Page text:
Posted by Deputy Federal Highway Administrator Brandye Hendrickson
Today, I joined Colorado Department of Transportation Executive Director Mike Lewis and other state and local officials in Denver for the groundbreaking of the I-70 reconstruction project or “Central 70,” as it’s referred to locally.
For anyone working, living in or visiting Denver, Central 70 is going to be a really, REALLY, big deal.
$1.2 billion big. That includes a $416 million loan from the U.S. Department of Transportation’s Transportation Infrastructure Finance and Innovation Act program, $114 million in Private Activity Bonds allocated by DOT, and $50 million in Congestion Mitigation and Air Quality funds from the Federal Highway Administration.
It’s the biggest project CDOT has ever undertaken.
And it’s being delivered using CDOT’s biggest public-private partnership (P3) to date.
If all goes according to plan, the P3 -- Kiewit Meridiam Partners, CDOT’s High Performance Transportation Enterprise and the Colorado Bridge Enterprise – will bring several big benefits.
For starters, Colorado isn’t just rebuilding a section of I-70. It’s future-proofing road travel in Denver on the busiest route in the state, by adding intelligent transportation system infrastructure that will help accommodate autonomous vehicles in the years ahead.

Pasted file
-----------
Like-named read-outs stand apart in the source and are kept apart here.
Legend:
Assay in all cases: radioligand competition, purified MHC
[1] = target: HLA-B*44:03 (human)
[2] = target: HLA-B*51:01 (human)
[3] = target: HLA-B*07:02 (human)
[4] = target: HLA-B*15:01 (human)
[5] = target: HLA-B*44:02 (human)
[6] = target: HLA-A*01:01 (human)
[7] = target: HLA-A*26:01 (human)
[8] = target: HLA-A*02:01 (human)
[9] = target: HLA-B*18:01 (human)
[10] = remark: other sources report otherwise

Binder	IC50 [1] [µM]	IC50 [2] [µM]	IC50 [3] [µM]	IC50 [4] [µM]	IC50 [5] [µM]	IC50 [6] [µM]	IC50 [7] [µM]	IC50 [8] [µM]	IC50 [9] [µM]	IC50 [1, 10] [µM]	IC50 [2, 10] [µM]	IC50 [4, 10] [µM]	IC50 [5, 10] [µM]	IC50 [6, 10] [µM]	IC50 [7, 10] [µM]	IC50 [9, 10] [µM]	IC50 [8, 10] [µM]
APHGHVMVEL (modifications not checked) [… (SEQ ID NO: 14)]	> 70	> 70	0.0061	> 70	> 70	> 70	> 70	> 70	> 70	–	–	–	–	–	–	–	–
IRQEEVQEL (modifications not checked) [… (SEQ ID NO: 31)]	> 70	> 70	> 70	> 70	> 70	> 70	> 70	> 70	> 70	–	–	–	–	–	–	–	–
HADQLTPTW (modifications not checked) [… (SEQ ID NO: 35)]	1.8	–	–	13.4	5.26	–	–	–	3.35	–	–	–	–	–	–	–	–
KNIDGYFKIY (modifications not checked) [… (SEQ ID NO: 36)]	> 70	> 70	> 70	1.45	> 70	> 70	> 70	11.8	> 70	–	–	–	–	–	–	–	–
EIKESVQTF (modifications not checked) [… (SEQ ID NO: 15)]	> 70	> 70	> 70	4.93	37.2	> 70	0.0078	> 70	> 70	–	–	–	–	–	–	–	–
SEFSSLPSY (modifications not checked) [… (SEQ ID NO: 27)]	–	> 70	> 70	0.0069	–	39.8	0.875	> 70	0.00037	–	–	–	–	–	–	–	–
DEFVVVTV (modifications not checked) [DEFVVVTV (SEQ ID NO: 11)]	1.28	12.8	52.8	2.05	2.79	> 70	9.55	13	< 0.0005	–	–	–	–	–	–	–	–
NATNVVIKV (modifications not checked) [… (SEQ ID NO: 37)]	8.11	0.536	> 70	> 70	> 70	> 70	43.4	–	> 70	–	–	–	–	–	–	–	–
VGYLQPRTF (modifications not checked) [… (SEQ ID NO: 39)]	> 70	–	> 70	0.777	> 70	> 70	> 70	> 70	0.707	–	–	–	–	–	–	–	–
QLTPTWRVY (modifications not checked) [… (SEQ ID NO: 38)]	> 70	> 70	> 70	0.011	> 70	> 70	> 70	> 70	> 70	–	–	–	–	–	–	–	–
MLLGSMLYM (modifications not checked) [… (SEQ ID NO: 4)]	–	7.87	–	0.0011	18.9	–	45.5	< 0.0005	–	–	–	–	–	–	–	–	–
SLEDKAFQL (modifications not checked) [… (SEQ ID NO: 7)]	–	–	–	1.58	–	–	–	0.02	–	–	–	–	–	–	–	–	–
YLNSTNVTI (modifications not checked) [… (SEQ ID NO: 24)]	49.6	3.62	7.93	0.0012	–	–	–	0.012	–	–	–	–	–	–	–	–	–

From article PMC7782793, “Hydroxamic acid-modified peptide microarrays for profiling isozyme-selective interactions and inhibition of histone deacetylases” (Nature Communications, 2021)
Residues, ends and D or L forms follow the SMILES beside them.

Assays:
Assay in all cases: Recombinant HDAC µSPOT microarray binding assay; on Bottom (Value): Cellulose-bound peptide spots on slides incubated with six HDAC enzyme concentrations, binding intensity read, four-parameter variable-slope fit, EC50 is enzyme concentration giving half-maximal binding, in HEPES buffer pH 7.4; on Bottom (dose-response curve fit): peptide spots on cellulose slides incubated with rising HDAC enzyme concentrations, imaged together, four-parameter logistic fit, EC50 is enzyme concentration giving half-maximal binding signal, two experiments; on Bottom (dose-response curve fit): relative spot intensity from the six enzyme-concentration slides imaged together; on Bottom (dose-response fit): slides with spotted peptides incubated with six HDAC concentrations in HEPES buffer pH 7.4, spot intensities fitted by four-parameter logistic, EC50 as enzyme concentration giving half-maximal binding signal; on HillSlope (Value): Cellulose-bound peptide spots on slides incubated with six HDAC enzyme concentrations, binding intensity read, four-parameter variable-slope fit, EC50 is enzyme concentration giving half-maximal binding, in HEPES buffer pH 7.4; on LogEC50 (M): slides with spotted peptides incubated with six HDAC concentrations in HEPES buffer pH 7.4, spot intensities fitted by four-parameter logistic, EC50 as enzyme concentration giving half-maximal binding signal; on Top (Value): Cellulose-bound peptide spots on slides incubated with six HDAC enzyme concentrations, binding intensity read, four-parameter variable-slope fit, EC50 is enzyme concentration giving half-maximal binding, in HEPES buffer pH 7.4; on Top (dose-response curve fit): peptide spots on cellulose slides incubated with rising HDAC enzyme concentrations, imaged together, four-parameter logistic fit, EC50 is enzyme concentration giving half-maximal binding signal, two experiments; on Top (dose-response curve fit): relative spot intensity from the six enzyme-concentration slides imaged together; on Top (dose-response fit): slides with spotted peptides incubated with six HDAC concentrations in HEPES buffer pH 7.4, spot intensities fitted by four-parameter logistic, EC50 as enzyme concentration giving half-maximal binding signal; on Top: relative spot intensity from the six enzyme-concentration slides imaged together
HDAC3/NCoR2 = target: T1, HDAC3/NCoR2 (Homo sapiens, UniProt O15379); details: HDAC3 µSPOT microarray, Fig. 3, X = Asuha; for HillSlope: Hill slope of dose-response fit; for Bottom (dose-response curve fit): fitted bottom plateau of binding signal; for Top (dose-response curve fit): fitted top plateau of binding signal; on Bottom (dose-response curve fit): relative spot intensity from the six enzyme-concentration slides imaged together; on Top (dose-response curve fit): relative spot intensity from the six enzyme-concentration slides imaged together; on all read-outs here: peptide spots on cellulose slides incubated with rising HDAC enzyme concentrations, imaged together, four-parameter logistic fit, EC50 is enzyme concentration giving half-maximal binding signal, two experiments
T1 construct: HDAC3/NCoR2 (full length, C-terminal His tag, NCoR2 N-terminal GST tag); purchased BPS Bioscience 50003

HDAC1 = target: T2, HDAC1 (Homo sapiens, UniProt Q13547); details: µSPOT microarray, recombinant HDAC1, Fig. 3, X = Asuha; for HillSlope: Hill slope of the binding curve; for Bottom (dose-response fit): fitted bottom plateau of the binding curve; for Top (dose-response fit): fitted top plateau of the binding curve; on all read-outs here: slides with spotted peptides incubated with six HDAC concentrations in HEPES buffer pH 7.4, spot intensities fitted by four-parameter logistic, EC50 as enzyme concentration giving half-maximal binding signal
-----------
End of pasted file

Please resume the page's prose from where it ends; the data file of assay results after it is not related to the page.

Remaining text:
The project will cut commute times for thousands of area drivers every day and add managed lanes in each direction along ten miles of I-70. That’ll bring a big sigh of relief for travelers anxious to get to Denver International Airport on time.
For 1,200 Rocky Mountain area businesses that ship freight into and out of Colorado by plane, train and truck, the Central 70 project is expected to be a big economic boost by easing bottlenecks, especially between I-25 and the area that’s home to the Western Stock Show.
CDOT also has big plans in the works to remove a 54-year-old viaduct, lower the highway along one section of the project and put a beautiful park over it.
Best of all, this will be a big state-of-the-art highway project built cost-effectively.
FHWA’s worked closely with CDOT for more than a decade to see this groundbreaking become a reality and we commend the state for using innovative project delivery as a way to invest in better transportation and a stronger economy.
For the Mile High City and the entire state, big things are about to happen on I-70. This P3 is looking down the road and seeing a brighter, safer future for Denver.
I can’t wait to come back to see the Central 70 in 2022 when it’s finished!
(U.S. Department of Transportation's Deputy Federal Highway Administrator Brandye Hendrickson participates in the groundbreaking ceremony for Colorado Department of Transportation's (CDOT) Central 70 project.)